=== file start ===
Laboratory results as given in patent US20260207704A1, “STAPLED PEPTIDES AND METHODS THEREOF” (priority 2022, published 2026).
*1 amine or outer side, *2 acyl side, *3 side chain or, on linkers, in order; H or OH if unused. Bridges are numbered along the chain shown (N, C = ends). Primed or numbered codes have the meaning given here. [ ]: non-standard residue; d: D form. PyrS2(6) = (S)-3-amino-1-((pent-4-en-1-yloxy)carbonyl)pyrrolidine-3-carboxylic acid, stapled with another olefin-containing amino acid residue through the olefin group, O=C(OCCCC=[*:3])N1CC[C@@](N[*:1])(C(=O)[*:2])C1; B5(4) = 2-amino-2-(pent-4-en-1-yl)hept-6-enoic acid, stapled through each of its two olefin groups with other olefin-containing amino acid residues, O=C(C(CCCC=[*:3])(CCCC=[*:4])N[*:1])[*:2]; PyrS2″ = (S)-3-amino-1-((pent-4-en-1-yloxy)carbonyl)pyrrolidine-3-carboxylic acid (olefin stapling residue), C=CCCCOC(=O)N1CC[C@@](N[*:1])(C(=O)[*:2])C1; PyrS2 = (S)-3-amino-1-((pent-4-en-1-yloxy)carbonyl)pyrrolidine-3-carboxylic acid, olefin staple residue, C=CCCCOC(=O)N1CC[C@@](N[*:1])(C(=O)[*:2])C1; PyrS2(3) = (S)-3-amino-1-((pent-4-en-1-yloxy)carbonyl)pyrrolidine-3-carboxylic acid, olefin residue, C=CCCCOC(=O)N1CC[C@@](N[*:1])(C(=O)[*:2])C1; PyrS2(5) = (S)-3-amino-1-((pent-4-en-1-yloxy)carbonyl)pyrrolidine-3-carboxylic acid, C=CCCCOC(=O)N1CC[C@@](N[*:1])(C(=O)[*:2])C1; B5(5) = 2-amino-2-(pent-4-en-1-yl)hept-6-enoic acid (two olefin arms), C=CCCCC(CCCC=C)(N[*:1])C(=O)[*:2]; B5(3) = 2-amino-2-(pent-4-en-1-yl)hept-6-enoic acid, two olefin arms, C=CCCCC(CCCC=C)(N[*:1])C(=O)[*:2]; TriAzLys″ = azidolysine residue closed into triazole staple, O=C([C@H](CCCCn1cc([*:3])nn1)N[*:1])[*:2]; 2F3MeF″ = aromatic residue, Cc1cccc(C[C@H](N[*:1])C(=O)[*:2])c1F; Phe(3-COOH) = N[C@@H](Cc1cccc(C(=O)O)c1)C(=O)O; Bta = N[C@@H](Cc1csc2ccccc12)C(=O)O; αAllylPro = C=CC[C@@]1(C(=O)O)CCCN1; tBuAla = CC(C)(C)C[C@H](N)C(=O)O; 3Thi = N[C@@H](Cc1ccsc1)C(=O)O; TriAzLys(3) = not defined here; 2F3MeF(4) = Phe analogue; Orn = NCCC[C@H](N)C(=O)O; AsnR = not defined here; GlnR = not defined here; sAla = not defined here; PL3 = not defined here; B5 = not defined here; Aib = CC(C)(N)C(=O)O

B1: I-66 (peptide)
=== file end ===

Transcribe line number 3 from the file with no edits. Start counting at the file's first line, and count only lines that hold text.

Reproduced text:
B1: I-66 (peptide)